Friday, 2 May 2014

Issues which vitiate the 2014 Budget

Issues which vitiate the 2014 Budget
By Bayo Ogunmupe



THE Jonathan budget of 2014 was presented to Parliament on 19 January 2014. It was presented on behalf of the President by Dr. Ngozi Okonjo-Iweala, the Minister of Finance and the coordinator of the Economy. The 2014 budget contemplates expenditure of N4.6 trillion. This comprises various expenditures, including a recurrent expenditure component of N2.4 trillion and a capital expenditure of N1.1 trillion. The balance is split between debt-servicing of N0.7 trillion, statutory transfer of N0.4 trillion and SURE-P of N0.3 trillion.
  Unfortunately, only 23.7 per cent of total expenditure is for capital projects, while recurrent expenditure stands at 76.3 per cent. Thus, the disparity skews the budget towards consumption at the expense of infrastructure, maintenance and expansion. Moreover, the absence of wisdom in the formulation of the budget did not stop at the micro distortions between capital and recurrent, specific items analysis revealed that the budget formulators have surrendered the treasury to embezzlers and fraudsters.
  Indeed, there are some egregious matters in the budget. For example: Healthcare are herewith shown:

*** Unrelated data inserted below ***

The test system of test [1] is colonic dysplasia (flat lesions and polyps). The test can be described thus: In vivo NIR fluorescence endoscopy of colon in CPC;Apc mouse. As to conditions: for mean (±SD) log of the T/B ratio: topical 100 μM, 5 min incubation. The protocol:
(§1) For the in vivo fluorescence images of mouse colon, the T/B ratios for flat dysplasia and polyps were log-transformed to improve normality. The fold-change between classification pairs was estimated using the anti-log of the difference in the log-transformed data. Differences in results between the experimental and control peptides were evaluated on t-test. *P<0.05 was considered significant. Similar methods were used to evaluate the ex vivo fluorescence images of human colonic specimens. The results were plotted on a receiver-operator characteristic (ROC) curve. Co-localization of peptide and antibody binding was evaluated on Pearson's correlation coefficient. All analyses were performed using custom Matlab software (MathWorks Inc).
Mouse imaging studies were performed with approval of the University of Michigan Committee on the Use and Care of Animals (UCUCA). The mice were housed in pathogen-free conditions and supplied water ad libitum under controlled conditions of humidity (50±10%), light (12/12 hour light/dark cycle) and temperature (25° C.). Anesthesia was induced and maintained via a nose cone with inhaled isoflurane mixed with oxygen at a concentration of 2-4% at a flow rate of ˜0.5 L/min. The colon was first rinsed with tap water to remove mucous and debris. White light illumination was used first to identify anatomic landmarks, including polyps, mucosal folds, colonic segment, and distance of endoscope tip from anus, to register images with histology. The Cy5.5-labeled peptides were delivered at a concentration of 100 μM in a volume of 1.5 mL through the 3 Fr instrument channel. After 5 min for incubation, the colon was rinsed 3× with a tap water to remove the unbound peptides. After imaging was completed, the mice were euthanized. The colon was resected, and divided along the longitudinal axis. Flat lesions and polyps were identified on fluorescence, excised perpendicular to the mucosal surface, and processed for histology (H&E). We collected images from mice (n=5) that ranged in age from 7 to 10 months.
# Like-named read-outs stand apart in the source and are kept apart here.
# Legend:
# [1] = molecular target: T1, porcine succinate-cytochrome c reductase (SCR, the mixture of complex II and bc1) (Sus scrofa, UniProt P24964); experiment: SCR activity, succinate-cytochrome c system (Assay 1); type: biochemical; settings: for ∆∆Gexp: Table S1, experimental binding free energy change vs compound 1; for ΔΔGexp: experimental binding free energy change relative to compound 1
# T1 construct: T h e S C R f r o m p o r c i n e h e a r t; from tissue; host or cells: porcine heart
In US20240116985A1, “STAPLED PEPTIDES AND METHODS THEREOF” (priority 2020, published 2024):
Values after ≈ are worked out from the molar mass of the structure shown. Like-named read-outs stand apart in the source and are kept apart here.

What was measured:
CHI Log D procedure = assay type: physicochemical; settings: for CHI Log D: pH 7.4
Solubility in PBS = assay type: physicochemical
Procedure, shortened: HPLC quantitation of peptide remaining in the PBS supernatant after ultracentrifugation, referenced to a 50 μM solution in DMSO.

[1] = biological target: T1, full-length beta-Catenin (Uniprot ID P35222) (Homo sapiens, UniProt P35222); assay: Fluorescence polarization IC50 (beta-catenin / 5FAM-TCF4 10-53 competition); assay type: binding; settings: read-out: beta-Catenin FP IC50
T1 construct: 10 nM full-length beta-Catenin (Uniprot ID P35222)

A.  Building a VIP Wing at State House Clinic – N705 million
B.  Capital Budget for Obafemi Awolowo University Teaching Hospital: N328 million;
C.  Capital Budget for University of Ilorin Teaching Hospital: N310 million,
D.  Total budget for NOMA children Hospital, Sokoto: N89m.
From the foregoing, you can see that the budget formulators rated VIP Wing of the State House, Abuja higher in importance in terms priority than two teaching hospitals, a children’s clinic and a Pediatric Institute combined. These lopsided budgetary allocations vitiate the propriety of this vaunted transformational budget.
  To spend this disportionate amount of our revenue on a suitably kitted and exclusively resourced clinic is embarrassingly wasteful. The waste is all the more disconcerting when set against the negative reality that the very important persons set to use the clinic are known to travel abroad for medical treatment. It is therefore questionable why money was allocated in the manner it was done. The manner of allocation and itemization smacks of embezzlement.